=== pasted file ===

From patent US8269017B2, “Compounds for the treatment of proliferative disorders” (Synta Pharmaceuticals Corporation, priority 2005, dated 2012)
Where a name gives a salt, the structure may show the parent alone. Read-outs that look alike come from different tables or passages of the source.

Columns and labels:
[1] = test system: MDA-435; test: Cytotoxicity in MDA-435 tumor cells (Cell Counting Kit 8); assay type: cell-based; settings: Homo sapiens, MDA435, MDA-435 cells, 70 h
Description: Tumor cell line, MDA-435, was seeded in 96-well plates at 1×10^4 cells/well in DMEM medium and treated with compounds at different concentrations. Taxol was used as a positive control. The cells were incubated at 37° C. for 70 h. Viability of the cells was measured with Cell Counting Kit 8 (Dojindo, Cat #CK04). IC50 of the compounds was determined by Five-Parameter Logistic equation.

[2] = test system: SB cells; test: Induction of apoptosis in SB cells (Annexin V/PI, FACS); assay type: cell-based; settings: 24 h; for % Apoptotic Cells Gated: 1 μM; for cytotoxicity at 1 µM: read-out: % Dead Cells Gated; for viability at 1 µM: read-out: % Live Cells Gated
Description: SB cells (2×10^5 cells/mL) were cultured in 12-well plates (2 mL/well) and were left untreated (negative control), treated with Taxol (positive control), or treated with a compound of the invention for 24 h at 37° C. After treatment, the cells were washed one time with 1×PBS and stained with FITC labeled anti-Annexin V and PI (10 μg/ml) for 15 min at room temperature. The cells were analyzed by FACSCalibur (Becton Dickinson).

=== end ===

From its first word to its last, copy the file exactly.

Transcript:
From patent US8269017B2, “Compounds for the treatment of proliferative disorders” (Synta Pharmaceuticals Corporation, priority 2005, dated 2012)
Where a name gives a salt, the structure may show the parent alone. Read-outs that look alike come from different tables or passages of the source.

Columns and labels:
[1] = test system: MDA-435; test: Cytotoxicity in MDA-435 tumor cells (Cell Counting Kit 8); assay type: cell-based; settings: Homo sapiens, MDA435, MDA-435 cells, 70 h
Description: Tumor cell line, MDA-435, was seeded in 96-well plates at 1×10^4 cells/well in DMEM medium and treated with compounds at different concentrations. Taxol was used as a positive control. The cells were incubated at 37° C. for 70 h. Viability of the cells was measured with Cell Counting Kit 8 (Dojindo, Cat #CK04). IC50 of the compounds was determined by Five-Parameter Logistic equation.

[2] = test system: SB cells; test: Induction of apoptosis in SB cells (Annexin V/PI, FACS); assay type: cell-based; settings: 24 h; for % Apoptotic Cells Gated: 1 μM; for cytotoxicity at 1 µM: read-out: % Dead Cells Gated; for viability at 1 µM: read-out: % Live Cells Gated
Description: SB cells (2×10^5 cells/mL) were cultured in 12-well plates (2 mL/well) and were left untreated (negative control), treated with Taxol (positive control), or treated with a compound of the invention for 24 h at 37° C. After treatment, the cells were washed one time with 1×PBS and stained with FITC labeled anti-Annexin V and PI (10 μg/ml) for 15 min at room temperature. The cells were analyzed by FACSCalibur (Becton Dickinson).